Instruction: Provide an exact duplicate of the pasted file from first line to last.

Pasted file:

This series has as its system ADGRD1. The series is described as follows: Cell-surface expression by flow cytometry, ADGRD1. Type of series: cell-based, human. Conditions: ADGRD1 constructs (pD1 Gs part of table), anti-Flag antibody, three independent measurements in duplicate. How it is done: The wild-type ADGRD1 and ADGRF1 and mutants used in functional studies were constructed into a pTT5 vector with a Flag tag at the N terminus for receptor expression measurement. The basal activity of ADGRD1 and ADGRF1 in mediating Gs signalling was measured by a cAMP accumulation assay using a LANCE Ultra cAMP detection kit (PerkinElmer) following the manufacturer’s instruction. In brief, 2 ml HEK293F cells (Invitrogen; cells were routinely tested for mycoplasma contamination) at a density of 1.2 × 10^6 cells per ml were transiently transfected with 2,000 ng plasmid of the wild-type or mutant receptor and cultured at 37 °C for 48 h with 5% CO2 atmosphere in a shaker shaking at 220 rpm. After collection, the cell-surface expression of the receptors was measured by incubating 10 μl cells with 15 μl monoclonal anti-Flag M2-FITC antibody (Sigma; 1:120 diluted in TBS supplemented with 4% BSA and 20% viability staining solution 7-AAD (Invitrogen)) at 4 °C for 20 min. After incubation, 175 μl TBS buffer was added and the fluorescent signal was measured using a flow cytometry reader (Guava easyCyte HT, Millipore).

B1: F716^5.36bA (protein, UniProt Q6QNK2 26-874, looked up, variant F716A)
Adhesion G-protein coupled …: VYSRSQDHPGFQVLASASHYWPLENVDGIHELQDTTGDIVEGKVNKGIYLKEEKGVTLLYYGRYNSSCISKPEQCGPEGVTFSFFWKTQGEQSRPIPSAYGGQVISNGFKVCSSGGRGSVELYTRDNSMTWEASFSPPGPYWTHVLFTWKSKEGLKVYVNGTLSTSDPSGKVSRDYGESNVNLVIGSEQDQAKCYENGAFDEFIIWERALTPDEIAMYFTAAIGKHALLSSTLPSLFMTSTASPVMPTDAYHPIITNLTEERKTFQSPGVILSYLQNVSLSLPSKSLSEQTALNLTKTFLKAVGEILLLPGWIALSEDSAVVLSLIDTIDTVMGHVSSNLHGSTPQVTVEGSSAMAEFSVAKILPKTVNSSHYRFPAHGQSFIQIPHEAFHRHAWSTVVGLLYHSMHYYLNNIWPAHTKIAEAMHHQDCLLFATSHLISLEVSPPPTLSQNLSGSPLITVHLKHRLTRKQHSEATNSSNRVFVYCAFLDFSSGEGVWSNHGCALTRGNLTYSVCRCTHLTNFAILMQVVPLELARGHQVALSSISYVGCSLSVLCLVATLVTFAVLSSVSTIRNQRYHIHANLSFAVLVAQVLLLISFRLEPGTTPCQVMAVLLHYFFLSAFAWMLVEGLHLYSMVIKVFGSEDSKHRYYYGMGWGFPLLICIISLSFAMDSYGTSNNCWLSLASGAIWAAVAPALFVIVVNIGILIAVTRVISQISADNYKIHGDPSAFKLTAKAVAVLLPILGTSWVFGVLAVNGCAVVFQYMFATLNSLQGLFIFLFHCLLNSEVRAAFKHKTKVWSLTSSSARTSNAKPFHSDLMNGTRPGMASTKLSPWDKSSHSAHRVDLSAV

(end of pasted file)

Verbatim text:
This series has as its system ADGRD1. The series is described as follows: Cell-surface expression by flow cytometry, ADGRD1. Type of series: cell-based, human. Conditions: ADGRD1 constructs (pD1 Gs part of table), anti-Flag antibody, three independent measurements in duplicate. How it is done: The wild-type ADGRD1 and ADGRF1 and mutants used in functional studies were constructed into a pTT5 vector with a Flag tag at the N terminus for receptor expression measurement. The basal activity of ADGRD1 and ADGRF1 in mediating Gs signalling was measured by a cAMP accumulation assay using a LANCE Ultra cAMP detection kit (PerkinElmer) following the manufacturer’s instruction. In brief, 2 ml HEK293F cells (Invitrogen; cells were routinely tested for mycoplasma contamination) at a density of 1.2 × 10^6 cells per ml were transiently transfected with 2,000 ng plasmid of the wild-type or mutant receptor and cultured at 37 °C for 48 h with 5% CO2 atmosphere in a shaker shaking at 220 rpm. After collection, the cell-surface expression of the receptors was measured by incubating 10 μl cells with 15 μl monoclonal anti-Flag M2-FITC antibody (Sigma; 1:120 diluted in TBS supplemented with 4% BSA and 20% viability staining solution 7-AAD (Invitrogen)) at 4 °C for 20 min. After incubation, 175 μl TBS buffer was added and the fluorescent signal was measured using a flow cytometry reader (Guava easyCyte HT, Millipore).

B1: F716^5.36bA (protein, UniProt Q6QNK2 26-874, looked up, variant F716A)
Adhesion G-protein coupled …: VYSRSQDHPGFQVLASASHYWPLENVDGIHELQDTTGDIVEGKVNKGIYLKEEKGVTLLYYGRYNSSCISKPEQCGPEGVTFSFFWKTQGEQSRPIPSAYGGQVISNGFKVCSSGGRGSVELYTRDNSMTWEASFSPPGPYWTHVLFTWKSKEGLKVYVNGTLSTSDPSGKVSRDYGESNVNLVIGSEQDQAKCYENGAFDEFIIWERALTPDEIAMYFTAAIGKHALLSSTLPSLFMTSTASPVMPTDAYHPIITNLTEERKTFQSPGVILSYLQNVSLSLPSKSLSEQTALNLTKTFLKAVGEILLLPGWIALSEDSAVVLSLIDTIDTVMGHVSSNLHGSTPQVTVEGSSAMAEFSVAKILPKTVNSSHYRFPAHGQSFIQIPHEAFHRHAWSTVVGLLYHSMHYYLNNIWPAHTKIAEAMHHQDCLLFATSHLISLEVSPPPTLSQNLSGSPLITVHLKHRLTRKQHSEATNSSNRVFVYCAFLDFSSGEGVWSNHGCALTRGNLTYSVCRCTHLTNFAILMQVVPLELARGHQVALSSISYVGCSLSVLCLVATLVTFAVLSSVSTIRNQRYHIHANLSFAVLVAQVLLLISFRLEPGTTPCQVMAVLLHYFFLSAFAWMLVEGLHLYSMVIKVFGSEDSKHRYYYGMGWGFPLLICIISLSFAMDSYGTSNNCWLSLASGAIWAAVAPALFVIVVNIGILIAVTRVISQISADNYKIHGDPSAFKLTAKAVAVLLPILGTSWVFGVLAVNGCAVVFQYMFATLNSLQGLFIFLFHCLLNSEVRAAFKHKTKVWSLTSSSARTSNAKPFHSDLMNGTRPGMASTKLSPWDKSSHSAHRVDLSAV